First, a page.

By Charlotte Pordage


In October 2014, Melbourne Books released their seventh edition of Award Winning Australian Writing (AWAW), showcasing the best short stories and poems that have won competitions nationally. The anthology features the work of over fifty emerging and established writers and includes competitions such as The Age Short Story Competition, Overland Short Story Competition, the John Marsden Award for Poetry, Alan Marshall Short Story award, Verge AnnualPrize for Fiction and the Rachel Funari Prize for Fiction.


The foreword by Jo Langdon, author of the poetry chapbook Snowline and inaugural winner of the Rachel Funari Prize for Fiction, gives readers a taste of what to expect from the anthology: “My hope is that readers – and reviewers – will discover and celebrate these pieces for their potency, poignancy, political clout and their comedy… This is writing that will confront, thrill, surprise and haunt you. As a collection, this book offers us an exciting avenue into contemporary Australian writing.”


Out of the many contributors, who come from all over Australia, six of the award-winning writers are based in the Northside area. We caught up with four of them.


I remember thinking when I was younger that it would be a pretty incredible job to write stories that could take a reader somewhere else; to help someone completely immerse themselves in a world outside their own.”



‘Smoke and Water’, Elizabeth’s short story, won the Bayside Writing Competition, an impressive achievement for her first independent piece of fiction. She received the news – which she still recalls as an extremely surreal moment in her life – that her story would be appearing in AWAW via an email in August from editor Chloe Brien.


“Having ‘Smoke and Water’ published and seeing it in a tangible format in my hand has been one of the most exciting moments of my writing career. Often writing is quite isolating and sometimes doubt does creep in, so as much as I write for myself, receiving the publication tick of approval is a good boost to the morale,” she said.


Elizabeth has previously worked in publishing, copywriting, editing and communications. Writing has always been a passion that she pursued on the side but she started taking it more seriously when she began a Professional Writing and Editing degree at RMIT in 2013.


She commented that as a child she would “quite happily read a book for hours,” and she believes that this was a major factor in inspiring her love of writing: “I remember thinking when I was younger that it would be a pretty incredible job to write stories that could take a reader somewhere else, to help someone completely immerse themselves in a world outside their own. There is so much power in writing –it can inspire, change opinions or beliefs, change lives, or simply provide a space to escape to. I love playing with language and experimenting with different ways of communicating ideas and stories.”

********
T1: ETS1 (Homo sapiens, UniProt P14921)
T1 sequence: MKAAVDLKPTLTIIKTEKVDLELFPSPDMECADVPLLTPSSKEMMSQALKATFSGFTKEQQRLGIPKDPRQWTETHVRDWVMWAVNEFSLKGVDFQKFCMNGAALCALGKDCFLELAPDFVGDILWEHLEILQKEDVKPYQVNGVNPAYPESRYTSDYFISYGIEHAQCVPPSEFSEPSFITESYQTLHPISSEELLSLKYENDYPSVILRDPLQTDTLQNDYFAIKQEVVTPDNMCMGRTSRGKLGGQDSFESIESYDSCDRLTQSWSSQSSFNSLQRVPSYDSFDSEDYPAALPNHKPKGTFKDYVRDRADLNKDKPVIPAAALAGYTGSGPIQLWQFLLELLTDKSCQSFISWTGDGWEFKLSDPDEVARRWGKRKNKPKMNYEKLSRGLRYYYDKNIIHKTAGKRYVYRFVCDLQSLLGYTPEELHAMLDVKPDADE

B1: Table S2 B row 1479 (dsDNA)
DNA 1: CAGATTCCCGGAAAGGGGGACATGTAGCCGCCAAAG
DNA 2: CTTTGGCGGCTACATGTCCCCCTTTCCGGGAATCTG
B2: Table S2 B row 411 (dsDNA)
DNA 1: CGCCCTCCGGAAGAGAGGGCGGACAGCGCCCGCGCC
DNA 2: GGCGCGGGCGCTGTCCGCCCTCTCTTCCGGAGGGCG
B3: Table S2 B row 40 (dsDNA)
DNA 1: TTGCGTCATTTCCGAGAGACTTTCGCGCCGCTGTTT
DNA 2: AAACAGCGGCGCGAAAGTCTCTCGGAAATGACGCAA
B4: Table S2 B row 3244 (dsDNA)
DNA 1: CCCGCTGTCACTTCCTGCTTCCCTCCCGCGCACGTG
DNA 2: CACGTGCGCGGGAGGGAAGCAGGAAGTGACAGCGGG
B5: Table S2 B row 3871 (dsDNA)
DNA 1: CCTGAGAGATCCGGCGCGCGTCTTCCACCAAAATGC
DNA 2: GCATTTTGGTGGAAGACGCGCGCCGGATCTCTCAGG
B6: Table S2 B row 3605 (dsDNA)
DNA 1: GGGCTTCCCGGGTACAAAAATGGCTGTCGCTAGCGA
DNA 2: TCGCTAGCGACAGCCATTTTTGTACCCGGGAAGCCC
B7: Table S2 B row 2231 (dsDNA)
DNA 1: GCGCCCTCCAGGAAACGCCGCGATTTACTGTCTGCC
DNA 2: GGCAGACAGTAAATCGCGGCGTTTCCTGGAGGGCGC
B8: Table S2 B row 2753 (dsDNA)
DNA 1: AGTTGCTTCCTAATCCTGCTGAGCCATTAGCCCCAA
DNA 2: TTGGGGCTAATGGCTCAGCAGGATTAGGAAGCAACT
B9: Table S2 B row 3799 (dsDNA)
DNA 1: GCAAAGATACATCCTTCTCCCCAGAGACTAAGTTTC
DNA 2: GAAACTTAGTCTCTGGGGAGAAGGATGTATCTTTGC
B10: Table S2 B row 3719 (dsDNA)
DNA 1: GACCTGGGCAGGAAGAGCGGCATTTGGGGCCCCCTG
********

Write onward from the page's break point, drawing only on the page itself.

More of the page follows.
Although Elizabeth has spent much of her time travelling and living interstate, she always returns to the northern suburbs when she gets back to Melbourne. She has been living in a terrace house in Rathdowne Village for the last year and adores the surrounding areas.


“It’s such a lovely community. I love that the city is a ten-minute bike ride away, that Curtain Square is just across the road for sunny picnics and that I can drop in for a swim at the Carlton Baths on my walk home from work. There’s always something happening in this area – festivals, live music, exhibitions, markets – and I can’t avoid bumping into people, whether that’s riding down Rathdowne Street in the morning peak hour, or popping into Gerald’s for a wine,” she said.


Elizabeth hopes to really make a career out of writing in the future, aiming to find a balance between freelance work and writing fiction. Her recent trip to Nepal has proved a great source of inspiration but she feels most comfortable writing about the Australian country and playing with the ideas of identity and setting, declaring “the Australian landscape has always resonated with me and I find its ever-changing environment great inspiration for writing – it’s so beautiful, but also so volatile and ruthless.”




Laura’s short story ‘Fireflowers’ won the Verge Annual Prize for Fiction, and is a coming-of-age story about a pair of precocious sisters who live in a stifling bushfire season backdrop. She was thrilled when she received the email from Chloe saying her piece had been accepted into AWAW, saying “winning a competition is a rare enough thing for me, so being published in an anthology full of award-winning writing feels really special.”